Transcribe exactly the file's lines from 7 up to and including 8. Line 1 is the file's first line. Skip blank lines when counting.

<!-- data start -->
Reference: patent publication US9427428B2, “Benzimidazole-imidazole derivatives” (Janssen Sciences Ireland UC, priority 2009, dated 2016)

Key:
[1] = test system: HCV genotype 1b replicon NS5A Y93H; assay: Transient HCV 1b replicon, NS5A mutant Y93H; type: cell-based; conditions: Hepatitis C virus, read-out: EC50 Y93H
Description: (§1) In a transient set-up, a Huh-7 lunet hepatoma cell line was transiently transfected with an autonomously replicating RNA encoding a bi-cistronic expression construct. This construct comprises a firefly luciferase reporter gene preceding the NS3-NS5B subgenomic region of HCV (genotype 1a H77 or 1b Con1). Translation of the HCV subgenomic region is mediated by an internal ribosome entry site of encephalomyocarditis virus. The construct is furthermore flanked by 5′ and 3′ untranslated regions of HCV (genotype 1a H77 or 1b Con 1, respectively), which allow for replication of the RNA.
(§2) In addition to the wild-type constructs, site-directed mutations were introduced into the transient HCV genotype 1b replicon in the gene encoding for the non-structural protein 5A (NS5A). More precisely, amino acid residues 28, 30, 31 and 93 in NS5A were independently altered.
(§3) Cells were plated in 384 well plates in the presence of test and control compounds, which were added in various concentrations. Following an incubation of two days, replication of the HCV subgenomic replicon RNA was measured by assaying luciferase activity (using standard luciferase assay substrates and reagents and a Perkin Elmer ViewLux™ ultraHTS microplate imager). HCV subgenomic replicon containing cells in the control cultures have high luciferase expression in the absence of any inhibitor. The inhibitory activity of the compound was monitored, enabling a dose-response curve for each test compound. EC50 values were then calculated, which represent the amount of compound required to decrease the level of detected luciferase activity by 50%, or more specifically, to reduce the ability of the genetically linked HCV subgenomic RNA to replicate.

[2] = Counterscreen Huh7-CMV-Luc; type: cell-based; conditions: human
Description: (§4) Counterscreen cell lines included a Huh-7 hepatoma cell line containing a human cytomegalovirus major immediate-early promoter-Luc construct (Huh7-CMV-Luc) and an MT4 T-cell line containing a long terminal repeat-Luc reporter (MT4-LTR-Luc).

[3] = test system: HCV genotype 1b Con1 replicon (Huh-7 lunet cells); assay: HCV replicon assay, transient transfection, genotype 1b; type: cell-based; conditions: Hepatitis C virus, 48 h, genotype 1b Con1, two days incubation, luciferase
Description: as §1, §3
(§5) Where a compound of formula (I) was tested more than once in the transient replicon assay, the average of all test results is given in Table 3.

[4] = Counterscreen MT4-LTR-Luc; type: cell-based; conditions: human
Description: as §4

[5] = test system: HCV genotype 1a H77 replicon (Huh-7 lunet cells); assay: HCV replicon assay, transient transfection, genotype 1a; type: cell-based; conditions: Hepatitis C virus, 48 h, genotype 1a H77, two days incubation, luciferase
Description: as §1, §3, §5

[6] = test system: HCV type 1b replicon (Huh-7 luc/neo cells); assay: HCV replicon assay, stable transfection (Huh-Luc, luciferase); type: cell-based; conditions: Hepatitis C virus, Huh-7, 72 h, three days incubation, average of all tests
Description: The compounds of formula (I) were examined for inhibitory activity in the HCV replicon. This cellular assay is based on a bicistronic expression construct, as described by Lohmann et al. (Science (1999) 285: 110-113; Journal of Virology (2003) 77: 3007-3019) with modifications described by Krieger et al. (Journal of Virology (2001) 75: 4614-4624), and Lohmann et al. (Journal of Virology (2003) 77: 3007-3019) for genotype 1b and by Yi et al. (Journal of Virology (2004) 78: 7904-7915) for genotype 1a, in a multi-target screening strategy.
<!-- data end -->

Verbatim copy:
[2] = Counterscreen Huh7-CMV-Luc; type: cell-based; conditions: human
Description: (§4) Counterscreen cell lines included a Huh-7 hepatoma cell line containing a human cytomegalovirus major immediate-early promoter-Luc construct (Huh7-CMV-Luc) and an MT4 T-cell line containing a long terminal repeat-Luc reporter (MT4-LTR-Luc).